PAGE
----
James Cubbage and Barbara Black Cubbage, my second great-grandparents, both died in February, less than a year apart. James died on 28 February 1906 and Barbara died on 9 February 1907. They both died at their home in Glade Mills, a part of Penn Township, Butler County, Pennsylvania.
James’s obituary was much shorter than Barbara’s – I wonder who provided the information for each of them? I have a photocopy of a lengthy obituary or funeral program for Barbara. The source is unknown, but the contents are amazing! There is so much detail about the Cubbage family.
James and Barbara were buried at Thorn Creek Cemetery. Today it is known as Rockdale Cemetery and is located off of Rockdale Road in Penn Township, Butler County, not far from the small Thorn Creek and the Thorn Creek Church. Thankfully, there is the “Rock Dale Cemetery” sign, as the cemetery is not visible from the road.
A family Bible is a treasured family heirloom and a valuable resource to the family historian. I am so fortunate to have a family Bible for part of my Cubbage family. This Bible was originally owned by James and Barbara (Black) Cubbage, my second great grandparents. James and Barbara were married in 1852 and lived in Butler County, Pennsylvania.
Condition and Care
Be aware of the age and condition of your family Bible as you begin to glean genealogical details from the book. While that historical information is valuable, you will also want to preserve the family Bible for future generations. Wrapping the Bible in archival tissue paper and storing in an archival box is the best option for fragile or disintegrating books.
It’s best to transcribe and/or photograph any genealogical writings or other items found in the Bible, so that you do not need to reopen the book each time you need that data. If the Bible and binding are fragile, be sure to photograph rather than place it on a scanner (which will require you to lay the Bible flat and potentially damage the spine). If you are opening an old Bible, use care to support the spine and avoid expanding it so that it is completely flat – use your hands or a pillow to support the book. If there are pages falling out or the cover is no longer attached, do not try to glue or tape the Bible back together. I do not know that there is anything that is safe to add to your heirloom. You can see in the image above that the cover is no longer attached to the Bible.
Inside of the Bible is where you may find valuable genealogical information. Many older Bibles had blank pages to record births, marriages and deaths. If your Bible has this information, be sure to photograph and/or transcribe the vital events as it was recorded (spelling errors and all).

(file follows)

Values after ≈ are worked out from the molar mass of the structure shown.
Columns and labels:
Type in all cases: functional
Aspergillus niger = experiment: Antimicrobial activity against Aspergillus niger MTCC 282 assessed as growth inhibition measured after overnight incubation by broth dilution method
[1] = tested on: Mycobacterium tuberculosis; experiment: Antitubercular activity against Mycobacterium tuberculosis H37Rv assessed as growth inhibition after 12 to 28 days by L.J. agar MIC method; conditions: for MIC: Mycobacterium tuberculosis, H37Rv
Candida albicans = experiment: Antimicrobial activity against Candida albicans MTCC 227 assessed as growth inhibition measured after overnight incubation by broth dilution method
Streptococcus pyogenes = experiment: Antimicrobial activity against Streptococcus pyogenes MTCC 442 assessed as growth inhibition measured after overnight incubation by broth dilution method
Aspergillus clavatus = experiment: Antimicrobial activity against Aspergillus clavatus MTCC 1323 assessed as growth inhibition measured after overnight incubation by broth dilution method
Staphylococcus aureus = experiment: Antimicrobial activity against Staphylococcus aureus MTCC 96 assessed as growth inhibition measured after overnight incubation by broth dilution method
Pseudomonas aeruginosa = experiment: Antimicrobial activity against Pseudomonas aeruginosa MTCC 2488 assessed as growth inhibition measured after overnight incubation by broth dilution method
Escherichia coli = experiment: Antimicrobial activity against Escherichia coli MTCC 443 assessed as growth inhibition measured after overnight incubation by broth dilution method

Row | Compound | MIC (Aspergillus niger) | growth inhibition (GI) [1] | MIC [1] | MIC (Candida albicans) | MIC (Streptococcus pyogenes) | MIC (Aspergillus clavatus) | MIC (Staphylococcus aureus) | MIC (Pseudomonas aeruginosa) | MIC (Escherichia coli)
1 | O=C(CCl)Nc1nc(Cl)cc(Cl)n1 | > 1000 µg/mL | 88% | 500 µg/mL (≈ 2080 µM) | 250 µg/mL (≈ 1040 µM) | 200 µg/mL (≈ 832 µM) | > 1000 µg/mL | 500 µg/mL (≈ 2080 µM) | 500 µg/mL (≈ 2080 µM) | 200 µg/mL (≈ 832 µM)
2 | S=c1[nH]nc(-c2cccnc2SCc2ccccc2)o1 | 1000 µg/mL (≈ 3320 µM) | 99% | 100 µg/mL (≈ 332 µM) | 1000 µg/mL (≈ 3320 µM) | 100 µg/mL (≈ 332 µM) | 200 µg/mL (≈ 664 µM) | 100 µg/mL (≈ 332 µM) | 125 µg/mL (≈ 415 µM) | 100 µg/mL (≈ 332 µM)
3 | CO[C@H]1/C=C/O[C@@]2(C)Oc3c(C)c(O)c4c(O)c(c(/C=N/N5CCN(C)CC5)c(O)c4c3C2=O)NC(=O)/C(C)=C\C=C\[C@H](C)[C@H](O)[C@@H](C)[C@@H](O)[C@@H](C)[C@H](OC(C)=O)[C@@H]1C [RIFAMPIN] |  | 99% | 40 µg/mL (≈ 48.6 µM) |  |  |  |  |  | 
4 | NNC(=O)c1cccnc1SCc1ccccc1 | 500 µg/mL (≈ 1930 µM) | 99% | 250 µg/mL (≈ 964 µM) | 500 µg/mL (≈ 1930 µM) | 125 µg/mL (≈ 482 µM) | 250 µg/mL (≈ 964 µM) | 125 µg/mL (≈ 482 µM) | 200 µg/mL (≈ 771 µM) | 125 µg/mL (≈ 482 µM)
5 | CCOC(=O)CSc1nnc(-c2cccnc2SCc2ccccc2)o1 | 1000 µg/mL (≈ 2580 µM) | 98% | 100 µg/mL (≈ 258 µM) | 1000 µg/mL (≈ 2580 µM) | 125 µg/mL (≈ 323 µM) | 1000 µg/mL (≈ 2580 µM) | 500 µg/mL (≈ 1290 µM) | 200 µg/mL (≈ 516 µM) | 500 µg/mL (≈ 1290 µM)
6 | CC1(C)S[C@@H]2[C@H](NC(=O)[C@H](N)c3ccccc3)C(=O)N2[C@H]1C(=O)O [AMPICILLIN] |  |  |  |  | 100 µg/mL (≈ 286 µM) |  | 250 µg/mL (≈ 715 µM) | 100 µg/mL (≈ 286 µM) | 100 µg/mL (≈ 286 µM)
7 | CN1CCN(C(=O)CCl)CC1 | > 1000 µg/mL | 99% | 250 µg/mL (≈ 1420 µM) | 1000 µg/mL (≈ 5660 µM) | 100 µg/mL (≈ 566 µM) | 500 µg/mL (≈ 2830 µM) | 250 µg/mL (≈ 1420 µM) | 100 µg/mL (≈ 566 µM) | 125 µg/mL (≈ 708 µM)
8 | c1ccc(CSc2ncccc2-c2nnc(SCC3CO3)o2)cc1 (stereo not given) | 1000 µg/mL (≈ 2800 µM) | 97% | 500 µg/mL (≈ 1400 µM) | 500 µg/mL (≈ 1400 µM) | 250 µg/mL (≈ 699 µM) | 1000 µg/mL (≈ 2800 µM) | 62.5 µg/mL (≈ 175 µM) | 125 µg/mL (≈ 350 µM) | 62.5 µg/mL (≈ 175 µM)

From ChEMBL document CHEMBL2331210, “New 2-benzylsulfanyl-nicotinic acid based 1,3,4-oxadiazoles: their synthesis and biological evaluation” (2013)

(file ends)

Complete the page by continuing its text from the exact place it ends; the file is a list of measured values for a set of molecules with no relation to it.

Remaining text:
Nancy Cubbage was born October the 28 1853
Sarah Cubbage was born March the 6 1855
George Cubbage was born February the 3 1857
John Cubbage was born September 21 1860
Jacob Cubbage was born May 1 1863
James L Cubbage was born October the 19 1865
Mary ann Cubbage was born February the 8 1868
William H Cubbage was born May 1 1870
August the 3 1873 Charles Cubbage was Born
A few more tips:
look at pen that was used – was it different for each entry or the same to record all names? This will indicate if each event was recorded near when it happened, or if the information was added to the Bible at the same time.
look at the Bible’s publication date and compare this to the dates of recorded events. Again, this will reveal if the events were recorded at a much later time.
In the Cubbage Bible, it appears that the same pen was used for the first eight births (1853-1870) and that Charles’ birth (1873) was recorded in a different pen. In addition, this Bible was published in 1870, therefore it was likely that James and Barbara recorded the first eight births when they received the Bible, and then added Charles’ birth after he was born in 1873.
The next page lists two of the children’s deaths (again note the different pens):
Nancy Cubbage died January the 14 1854
Mary ann Cubbage died November the 20 1882
Your family Bible may also contain loose items tucked in the pages, such as newspaper clippings, locks of hair, pressed flowers and other items. The Cubbage Bible had all of these plus a few pictures of unknown children, funeral cards and obituaries, Sunday School lessons, scraps of paper with names and more. Some of the highlights that relate to those children recorded above are:
Be sure to ask your family members who originally owned the Bible, and to whom it was passed until it reached it current location. This may help identify who added information or items to the Bible. For example, my father previously held the Cubbage Bible, which explains my grandfather’s funeral card (1996) in the book. Below is a citation that I used to reference the birth of Charles Cubbage:
 James and Barbara Cubbage Family Bible Records, 1853-1902, The Holy Bible (New York: American Bible Society, 1870), “Births”; privately held by the author, Metuchen, New Jersey. This Bible is said to have been passed from Barbara Cubbage (1834-1907) to her son James L. Cubbage (1865-1932) to his nephew William Arthur Cubbage, Sr. (1912-1996) to [living], who passed it to the author in 2017.
I hope that you find this helpful as you explore your family Bible as a genealogical resource. If you have other tips or suggestions, be sure to leave a comment.